Dana Milbank: Why can’t we use nuclear weapons against hurricanes?

(NOAA via AP) This GOES-16 satellite image taken Thursday, Aug. 29, 2019, at 14:20 UTC shows Hurricane Dorian, right, moving over open waters of the Atlantic Ocean. The U.S. National Hurricane Center said Dorian was expected to grow into a potentially devastating Category 3 hurricane before hitting the U.S. mainland late Sunday or early Monday somewhere between the Florida Keys and southern Georgia.

Washington • Have you heard the one about the lawbreaker who got pardoned by President Trump?

It's so funny it's criminal.

As The Washington Post’s Nick Miroff and Josh Dawsey report, Trump has told his subordinates to seize private land and disregard environmental rules as they build a border wall, offering to pardon them for breaking the law. The White House response? Trump is joking.

Hahahahahahaha. My sides are totally splitting.

That was almost as funny as the time when — stop me if you’ve heard this one — Trump told Russia to hack into Hillary Clinton’s emails. “He was joking,” the White House said.


So deadpan was Trump's humor then that the Russians didn't get the joke; they began acting on Trump's request within hours, special counsel Robert Mueller found. Now that's funny.

And who can forget the hilarious time when Trump told law enforcement officers that they should feel free to rough up the people they arrest?

"He was making a joke," the White House said.

The incorrigible cutup! Even the head of the Drug Enforcement Administration was fooled by the president's wickedly subtle humor. He issued a statement warning agents not to follow the president's advice.

Trump’s emergence as a comedic genius is a recent development. Back during the campaign, Trump said he didn’t joke around: “Mexico is going to pay for the wall — believe me,” he said. “Politicians think we’re joking. We don’t joke. This is a movement, and movements don’t joke.”

That made sense, because here's the funny thing: Trump isn't very funny. His humor is cutting and coarse, rarely lighthearted. His unsmiling supporters took him "seriously but not literally."

But apparently we shouldn't take him seriously, either — because he and his aides have recast a series of ominous statements as jokes that the rest of us just didn't get:

  • Asking then-FBI Director James Comey to end the investigation into former national security adviser Michael Flynn.

  • Telling a campaign crowd to take a loyalty pledge to him.

  • Threatening to fire then-Health and Human Services Secretary Tom Price.

  • Saying “I love WikiLeaks” when it released stolen Democratic emails.

  • Thanking Russian President Vladimir Putin for expelling U.S. diplomats.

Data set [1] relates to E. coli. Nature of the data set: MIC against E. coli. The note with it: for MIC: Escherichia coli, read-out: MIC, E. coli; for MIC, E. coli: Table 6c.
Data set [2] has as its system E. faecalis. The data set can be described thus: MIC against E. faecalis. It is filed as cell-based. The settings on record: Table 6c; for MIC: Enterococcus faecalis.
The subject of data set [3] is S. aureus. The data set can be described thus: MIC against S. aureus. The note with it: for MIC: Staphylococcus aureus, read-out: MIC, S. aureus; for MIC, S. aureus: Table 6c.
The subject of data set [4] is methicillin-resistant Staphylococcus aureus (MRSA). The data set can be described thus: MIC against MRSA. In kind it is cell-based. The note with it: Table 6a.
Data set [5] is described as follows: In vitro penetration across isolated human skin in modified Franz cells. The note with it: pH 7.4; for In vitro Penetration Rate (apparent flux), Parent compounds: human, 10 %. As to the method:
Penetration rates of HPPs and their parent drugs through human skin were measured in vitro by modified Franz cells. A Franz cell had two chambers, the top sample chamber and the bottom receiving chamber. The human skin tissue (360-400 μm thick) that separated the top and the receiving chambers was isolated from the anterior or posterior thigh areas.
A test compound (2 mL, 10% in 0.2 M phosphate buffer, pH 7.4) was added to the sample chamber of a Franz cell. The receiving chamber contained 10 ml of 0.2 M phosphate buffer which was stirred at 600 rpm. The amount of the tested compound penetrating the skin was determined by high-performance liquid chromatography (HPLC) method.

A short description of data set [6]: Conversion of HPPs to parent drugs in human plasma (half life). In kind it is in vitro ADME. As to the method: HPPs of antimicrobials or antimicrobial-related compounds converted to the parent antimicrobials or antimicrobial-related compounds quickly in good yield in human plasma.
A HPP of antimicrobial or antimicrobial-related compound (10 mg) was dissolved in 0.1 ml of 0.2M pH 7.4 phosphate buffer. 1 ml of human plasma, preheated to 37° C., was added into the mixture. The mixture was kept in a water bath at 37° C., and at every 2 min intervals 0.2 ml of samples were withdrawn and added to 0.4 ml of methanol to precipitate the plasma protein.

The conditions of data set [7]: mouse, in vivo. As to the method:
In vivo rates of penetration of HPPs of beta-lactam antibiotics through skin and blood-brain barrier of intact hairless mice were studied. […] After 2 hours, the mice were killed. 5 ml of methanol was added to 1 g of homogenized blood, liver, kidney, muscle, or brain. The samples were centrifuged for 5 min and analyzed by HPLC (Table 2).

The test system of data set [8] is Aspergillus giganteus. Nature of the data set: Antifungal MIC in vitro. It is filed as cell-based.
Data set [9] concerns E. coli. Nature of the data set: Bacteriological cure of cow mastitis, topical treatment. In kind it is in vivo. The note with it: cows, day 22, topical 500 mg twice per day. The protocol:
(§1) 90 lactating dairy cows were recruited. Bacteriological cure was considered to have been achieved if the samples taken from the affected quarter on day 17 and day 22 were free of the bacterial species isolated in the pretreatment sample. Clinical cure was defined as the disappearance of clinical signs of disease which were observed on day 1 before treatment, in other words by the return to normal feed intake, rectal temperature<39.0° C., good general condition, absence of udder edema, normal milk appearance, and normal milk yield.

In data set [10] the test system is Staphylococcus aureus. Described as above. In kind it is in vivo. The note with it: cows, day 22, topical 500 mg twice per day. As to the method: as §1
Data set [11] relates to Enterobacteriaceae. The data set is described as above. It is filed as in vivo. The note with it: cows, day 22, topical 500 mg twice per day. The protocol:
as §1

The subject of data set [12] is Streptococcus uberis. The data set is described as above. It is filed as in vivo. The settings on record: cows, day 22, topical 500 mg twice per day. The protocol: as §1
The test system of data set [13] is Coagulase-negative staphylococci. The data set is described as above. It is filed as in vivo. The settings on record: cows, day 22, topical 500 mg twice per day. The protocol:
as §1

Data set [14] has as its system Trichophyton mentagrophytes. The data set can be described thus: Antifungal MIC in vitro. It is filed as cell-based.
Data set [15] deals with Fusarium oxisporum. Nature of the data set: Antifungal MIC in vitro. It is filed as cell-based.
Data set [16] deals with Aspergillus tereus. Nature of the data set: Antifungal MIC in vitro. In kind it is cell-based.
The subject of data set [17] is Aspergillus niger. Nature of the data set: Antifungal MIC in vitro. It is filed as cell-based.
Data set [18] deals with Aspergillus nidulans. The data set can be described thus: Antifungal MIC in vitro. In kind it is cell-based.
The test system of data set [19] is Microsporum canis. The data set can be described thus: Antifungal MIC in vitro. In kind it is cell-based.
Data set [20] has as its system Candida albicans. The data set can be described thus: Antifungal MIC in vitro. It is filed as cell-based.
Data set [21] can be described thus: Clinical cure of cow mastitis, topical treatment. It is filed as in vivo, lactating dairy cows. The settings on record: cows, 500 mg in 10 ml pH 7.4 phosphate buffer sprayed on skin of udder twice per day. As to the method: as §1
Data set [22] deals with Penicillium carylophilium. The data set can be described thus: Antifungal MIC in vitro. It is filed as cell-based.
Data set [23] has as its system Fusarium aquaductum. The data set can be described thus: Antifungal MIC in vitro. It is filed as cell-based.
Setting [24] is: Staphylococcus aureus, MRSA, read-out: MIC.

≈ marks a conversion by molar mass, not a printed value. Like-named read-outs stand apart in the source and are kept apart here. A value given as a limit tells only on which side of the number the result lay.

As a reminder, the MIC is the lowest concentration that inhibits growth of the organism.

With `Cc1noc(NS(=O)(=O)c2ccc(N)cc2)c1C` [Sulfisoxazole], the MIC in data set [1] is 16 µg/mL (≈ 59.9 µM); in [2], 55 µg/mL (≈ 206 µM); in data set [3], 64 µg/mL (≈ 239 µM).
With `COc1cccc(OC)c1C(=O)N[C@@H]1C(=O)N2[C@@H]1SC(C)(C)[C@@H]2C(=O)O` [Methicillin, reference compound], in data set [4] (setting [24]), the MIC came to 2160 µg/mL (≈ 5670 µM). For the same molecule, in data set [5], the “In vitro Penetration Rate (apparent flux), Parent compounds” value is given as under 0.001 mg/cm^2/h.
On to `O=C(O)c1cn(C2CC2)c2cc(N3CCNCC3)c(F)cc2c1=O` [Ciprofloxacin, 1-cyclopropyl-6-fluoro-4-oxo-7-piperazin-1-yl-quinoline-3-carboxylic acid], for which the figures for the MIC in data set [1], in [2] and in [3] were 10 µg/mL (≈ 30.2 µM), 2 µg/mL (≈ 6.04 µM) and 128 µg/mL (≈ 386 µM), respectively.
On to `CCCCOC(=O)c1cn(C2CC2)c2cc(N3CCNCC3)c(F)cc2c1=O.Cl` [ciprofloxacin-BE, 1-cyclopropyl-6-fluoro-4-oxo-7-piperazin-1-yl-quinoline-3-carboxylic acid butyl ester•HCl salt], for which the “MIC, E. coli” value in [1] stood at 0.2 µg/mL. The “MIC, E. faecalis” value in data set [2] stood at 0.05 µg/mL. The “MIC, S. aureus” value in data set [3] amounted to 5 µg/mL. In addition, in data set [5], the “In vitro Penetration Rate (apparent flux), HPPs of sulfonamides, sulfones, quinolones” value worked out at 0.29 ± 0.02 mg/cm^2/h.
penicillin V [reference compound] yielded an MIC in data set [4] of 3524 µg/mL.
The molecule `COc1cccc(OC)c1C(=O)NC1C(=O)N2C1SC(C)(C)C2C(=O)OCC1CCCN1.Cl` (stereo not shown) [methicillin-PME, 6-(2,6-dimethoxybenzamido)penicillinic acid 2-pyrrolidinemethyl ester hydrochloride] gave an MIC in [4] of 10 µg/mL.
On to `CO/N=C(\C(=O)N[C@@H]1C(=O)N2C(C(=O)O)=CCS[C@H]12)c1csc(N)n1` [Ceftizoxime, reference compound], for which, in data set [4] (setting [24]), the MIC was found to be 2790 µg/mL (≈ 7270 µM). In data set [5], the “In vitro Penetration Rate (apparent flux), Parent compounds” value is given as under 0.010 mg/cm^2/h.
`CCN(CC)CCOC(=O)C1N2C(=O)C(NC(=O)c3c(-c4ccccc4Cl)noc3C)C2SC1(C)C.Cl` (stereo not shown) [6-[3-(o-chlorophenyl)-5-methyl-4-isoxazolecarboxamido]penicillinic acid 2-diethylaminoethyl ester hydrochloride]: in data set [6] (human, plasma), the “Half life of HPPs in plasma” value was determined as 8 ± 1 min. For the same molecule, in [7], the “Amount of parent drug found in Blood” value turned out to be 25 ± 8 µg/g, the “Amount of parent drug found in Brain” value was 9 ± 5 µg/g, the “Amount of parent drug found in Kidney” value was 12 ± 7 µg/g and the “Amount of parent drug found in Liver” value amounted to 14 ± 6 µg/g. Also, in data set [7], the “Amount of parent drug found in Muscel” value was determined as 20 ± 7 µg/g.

Trump is so dry that even he has difficulty determining when he's joking. When he says his White House runs well, it's said "jokingly, but meaning it." His claim that former President Barack Obama founded the Islamic State is "sarcastic but not that sarcastic."

Trump's "joking," therefore, is less ha-ha funny than his funny little way of blunting the damage when he says something particularly outrageous or is caught in a lie.

Now comes Axios' report that Trump has asked aides about the efficacy of dropping nuclear bombs on hurricanes. This one has the virtue of actually sounding like a joke.

So far, Trump denies it, but with such frequent, frantic and doth-protest-too-much denials ("The media in our Country is totally out of control!" he tweeted Tuesday night) that the report is almost certainly true.

In public and in private, Trump has long raised questions about the point of stockpiling nuclear weapons if you never use them. The real question is why he didn't come out with a hurricane-nuking plan earlier. It fits perfectly with his strategic thinking in its thorough lack of regard for consequences or collateral damage.

Trump isn't fooling anyone, so he might as well take ownership of the nukes-you-can-use position. There are many ways to get more bang for the buck from our nuclear arsenal. All it takes is some out-of-the-silo thinking by the commander in chief.

After dropping one in the eye of Hurricane Dorian, he could use another one to deforest the Amazon, thereby eliminating the threat of future forest fires. A string of nuclear explosions along the southern border would prove a more effective deterrent than a wall. Nuclear fallout would swiftly eliminate the alleged bedbug infestation at Trump's Doral club in Florida. Nuking Greenland would likely bring down the purchase price.

There's hardly a problem Trump couldn't eliminate with a controlled nuclear detonation. He could nuke his tax returns, nuke the Fed, nuke Obamacare, nuke the federal debt, nuke 40 pounds of body fat, nuke rare steaks, nuke opioid stockpiles, nuke measles outbreaks, nuke Democratic precincts and nuke the leech with three jaws and 59 teeth just discovered in Washington.

In the unlikely event anything were to go awry, Trump has a well-tested excuse for pressing the button: I was just joking.

Dana Milbank

Follow Dana Milbank on Twitter, @Milbank.